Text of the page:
The Job of Making a Jesus Cartoon

His prototype was a Bedouin. He speaks in the voice of Ralph Fiennes. He is made of acrylic plastic. Yet He is the Son of God.

A daring project to convey the story of Jesus Christ using complicated animation techniques -- which gave hundreds of Russian and British filmmakers five years of hard work and extensive soul-searching -- has finally made it to Moscow's video stores.

"It took great courage both on our part and on the part of our British colleagues," Stanislav Sokolov, director of "The Miracle Maker," said at a modest presentation at the Library of Foreign Literature last week. "Many of our professionals didn't dare work on this subject. The theme was a great one and no one could work on it with indifference."

Such a project, difficult and controversial in any Christian culture, becomes all the more so in the Russian context, since Orthodox Christianity views images of Christ and saints as objects of veneration, whose depiction is restricted by the canons of iconography. The realistic manner of portraying religious subjects, widespread in the 18th and 19th centuries, was largely rejected here in the 20th. Any attempt to turn a Gospel story into mass culture, and any author's personal interpretation of sacred texts, are viewed by the Orthodox Church with suspicion or outright condemnation.

One of the greatest challenges for the makers of the 90-minute, $7.5 million film was overcoming the East-West divide in their search for an appropriate image of Christ. Speaking in a promotional video about the making of the film, shown at the presentation, executive director Derek Hayes recalled the difficulty of finding a middle ground.

Hayes said he had not been satisfied with the Russian iconography-based sketch because it lacked the energy necessary for a cartoon. A sketch drawn by a British comic book artist was "frightening" because of Jesus' broken nose and big muscles. The compromise came when the director began looking at photos of Middle Eastern men.

"I ran into a fantastic photo of one Bedouin," Hayes said in the promo, which was translated into Russian. "And on the basis of this, I made a sketch that everybody seemed to like."

When Russian animators began making the plastic puppets, they further adapted the image of Christ to include some features of "English Patient" star Ralph Fiennes, whom they photographed extensively during sound recording sessions in May 1996.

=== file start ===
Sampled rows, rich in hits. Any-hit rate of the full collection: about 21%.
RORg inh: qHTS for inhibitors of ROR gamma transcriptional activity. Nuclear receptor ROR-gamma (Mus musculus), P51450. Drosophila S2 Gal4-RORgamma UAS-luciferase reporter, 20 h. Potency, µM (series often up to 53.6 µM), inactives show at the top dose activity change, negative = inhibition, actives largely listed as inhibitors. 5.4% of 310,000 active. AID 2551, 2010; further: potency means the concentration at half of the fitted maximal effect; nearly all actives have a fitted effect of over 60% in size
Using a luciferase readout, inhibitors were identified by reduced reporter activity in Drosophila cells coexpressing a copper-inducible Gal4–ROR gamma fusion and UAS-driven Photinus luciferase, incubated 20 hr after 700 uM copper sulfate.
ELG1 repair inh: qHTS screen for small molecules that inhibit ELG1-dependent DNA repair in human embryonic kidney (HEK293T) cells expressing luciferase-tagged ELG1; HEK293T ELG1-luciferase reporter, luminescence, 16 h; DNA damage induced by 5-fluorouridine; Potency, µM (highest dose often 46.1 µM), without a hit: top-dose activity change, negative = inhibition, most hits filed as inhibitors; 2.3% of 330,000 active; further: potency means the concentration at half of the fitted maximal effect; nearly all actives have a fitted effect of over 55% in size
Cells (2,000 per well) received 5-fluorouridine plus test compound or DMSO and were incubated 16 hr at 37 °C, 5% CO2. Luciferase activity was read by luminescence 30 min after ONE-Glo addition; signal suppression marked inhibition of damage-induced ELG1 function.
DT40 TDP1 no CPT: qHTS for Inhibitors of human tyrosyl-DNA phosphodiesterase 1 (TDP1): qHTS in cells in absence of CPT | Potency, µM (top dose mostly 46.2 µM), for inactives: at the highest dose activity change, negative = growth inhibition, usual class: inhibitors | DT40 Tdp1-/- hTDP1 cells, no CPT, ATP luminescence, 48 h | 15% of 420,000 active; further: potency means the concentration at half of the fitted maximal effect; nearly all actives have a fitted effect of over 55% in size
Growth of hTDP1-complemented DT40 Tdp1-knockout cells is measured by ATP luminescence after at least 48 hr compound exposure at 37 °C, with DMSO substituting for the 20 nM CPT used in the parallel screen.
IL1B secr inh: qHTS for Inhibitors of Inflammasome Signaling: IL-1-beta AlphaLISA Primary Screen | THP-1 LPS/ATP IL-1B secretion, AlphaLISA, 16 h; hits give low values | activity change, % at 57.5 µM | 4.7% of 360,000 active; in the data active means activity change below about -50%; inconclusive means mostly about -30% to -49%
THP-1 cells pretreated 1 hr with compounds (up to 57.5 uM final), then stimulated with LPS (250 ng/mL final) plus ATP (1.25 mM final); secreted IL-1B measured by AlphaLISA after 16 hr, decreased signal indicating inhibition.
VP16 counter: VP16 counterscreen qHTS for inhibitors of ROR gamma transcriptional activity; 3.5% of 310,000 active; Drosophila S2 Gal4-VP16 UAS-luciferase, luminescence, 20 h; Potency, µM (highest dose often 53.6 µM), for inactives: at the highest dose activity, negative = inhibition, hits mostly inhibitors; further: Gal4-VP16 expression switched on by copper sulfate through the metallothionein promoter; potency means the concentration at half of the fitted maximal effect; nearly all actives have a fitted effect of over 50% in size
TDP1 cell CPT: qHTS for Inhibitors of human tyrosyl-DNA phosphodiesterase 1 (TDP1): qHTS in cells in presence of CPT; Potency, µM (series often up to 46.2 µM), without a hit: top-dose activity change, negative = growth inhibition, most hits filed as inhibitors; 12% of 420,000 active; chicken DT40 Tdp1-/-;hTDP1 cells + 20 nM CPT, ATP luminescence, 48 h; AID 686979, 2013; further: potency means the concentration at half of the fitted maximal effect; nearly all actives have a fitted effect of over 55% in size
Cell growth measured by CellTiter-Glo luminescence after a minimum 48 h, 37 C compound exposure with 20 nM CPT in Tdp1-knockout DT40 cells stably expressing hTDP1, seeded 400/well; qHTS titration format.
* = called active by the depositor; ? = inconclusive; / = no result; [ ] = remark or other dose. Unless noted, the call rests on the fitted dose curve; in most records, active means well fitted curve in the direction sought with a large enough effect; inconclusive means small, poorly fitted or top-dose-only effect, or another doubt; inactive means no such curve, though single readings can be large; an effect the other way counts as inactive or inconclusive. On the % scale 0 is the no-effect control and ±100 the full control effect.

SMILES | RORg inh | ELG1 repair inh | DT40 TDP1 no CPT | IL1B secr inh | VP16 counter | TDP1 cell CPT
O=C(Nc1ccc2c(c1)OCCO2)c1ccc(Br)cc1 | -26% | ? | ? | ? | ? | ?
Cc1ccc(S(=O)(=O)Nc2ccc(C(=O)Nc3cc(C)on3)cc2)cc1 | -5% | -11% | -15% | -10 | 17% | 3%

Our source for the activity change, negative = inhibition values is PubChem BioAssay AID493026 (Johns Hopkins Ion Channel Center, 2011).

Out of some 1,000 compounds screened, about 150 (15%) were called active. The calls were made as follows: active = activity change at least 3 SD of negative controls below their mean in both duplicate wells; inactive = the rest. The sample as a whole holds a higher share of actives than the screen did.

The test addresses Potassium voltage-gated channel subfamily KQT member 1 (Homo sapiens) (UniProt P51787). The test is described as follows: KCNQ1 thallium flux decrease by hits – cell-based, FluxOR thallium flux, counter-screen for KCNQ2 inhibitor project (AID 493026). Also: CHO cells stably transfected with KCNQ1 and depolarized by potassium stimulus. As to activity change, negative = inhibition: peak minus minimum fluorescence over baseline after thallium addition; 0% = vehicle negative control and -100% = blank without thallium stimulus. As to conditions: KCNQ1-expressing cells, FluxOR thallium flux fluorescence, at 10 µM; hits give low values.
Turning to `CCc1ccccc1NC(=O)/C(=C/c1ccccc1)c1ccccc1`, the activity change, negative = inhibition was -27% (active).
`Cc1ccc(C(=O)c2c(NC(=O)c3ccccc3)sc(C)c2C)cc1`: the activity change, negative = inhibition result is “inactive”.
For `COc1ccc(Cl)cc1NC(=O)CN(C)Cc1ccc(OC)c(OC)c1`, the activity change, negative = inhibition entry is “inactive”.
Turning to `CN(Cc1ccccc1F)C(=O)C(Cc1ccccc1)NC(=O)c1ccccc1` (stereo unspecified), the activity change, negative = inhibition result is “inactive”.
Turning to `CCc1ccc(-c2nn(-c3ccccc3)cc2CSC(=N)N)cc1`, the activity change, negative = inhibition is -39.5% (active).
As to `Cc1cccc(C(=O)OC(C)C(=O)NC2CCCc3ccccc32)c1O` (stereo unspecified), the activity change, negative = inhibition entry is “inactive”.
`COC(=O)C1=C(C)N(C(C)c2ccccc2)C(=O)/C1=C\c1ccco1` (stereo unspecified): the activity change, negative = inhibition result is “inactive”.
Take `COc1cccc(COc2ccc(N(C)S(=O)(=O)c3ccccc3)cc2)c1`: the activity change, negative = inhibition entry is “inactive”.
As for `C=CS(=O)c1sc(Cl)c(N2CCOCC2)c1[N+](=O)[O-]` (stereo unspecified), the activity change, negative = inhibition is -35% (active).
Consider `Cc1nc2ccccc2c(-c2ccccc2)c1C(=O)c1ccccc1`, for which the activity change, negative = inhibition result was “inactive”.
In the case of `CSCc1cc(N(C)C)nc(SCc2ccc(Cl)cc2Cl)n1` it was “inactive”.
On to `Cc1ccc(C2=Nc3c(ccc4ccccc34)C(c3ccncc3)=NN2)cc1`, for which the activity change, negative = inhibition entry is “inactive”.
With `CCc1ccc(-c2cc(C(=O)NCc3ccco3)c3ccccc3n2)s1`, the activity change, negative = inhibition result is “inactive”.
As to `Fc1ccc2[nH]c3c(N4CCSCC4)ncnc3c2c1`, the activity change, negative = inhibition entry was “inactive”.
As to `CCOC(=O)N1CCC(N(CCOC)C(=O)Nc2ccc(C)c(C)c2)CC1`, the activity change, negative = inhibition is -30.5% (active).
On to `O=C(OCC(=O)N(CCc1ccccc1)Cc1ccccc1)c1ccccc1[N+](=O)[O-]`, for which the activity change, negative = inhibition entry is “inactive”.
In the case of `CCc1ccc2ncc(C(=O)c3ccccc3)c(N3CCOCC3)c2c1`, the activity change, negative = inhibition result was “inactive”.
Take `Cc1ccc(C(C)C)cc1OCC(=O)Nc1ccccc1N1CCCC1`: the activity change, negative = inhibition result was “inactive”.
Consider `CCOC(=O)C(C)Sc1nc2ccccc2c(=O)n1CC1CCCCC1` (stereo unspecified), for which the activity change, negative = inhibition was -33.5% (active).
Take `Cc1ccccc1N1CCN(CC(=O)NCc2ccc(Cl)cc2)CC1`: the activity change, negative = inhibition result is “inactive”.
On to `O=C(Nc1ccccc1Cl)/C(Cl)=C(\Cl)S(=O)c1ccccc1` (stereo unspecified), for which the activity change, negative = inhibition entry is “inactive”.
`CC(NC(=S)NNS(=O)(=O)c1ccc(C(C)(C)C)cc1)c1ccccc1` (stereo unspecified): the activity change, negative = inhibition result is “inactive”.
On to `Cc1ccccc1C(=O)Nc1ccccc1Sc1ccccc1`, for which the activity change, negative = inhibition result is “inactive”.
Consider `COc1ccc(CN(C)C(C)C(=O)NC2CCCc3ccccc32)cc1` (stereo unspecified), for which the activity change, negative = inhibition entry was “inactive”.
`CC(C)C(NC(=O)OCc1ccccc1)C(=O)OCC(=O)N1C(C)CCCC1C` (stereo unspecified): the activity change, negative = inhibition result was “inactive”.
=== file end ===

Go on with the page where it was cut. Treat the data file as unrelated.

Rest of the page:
The technology that went into the cartoon is mind-boggling. One of the main challenges was the puppets' speech and facial gestures. The first step was to record the actors' voices. Afterward, about 1,500 second-by-second charts were created with the help of special audio-monitoring devices and used by animators to move the puppets' mouths in sync with their words.

The puppets themselves -- made first of clay and finally of different plastics on flexible metal skeletons -- took several months to construct. Attempts to use larger British-made puppets for the tricky facial close-ups proved impossible because of incompatibility with the Russian technology. Ultimately, puppet-maker Sergei Olifirenko developed a set of detachable mouths -- one for every sound -- for all the main characters.

Even without "The Miracle Maker's" technical and "spiritual" challenges, work on a cartoon is always a slow process. If everything at the studio is functioning properly, one animator can produce about four minutes of film in a regular working day.

The story told in the film, adapted by screenwriter and Bible scholar Murray Watts, is told through the eyes of perhaps the only child character in the New Testament -- the daughter of Jairus, the story of whose resurrection is told in Luke 8:41-56.

Watts called the adaptation a sort of "fifth Gospel," saying he chose the girl, called Tamara in the film, to help children better relate to the story.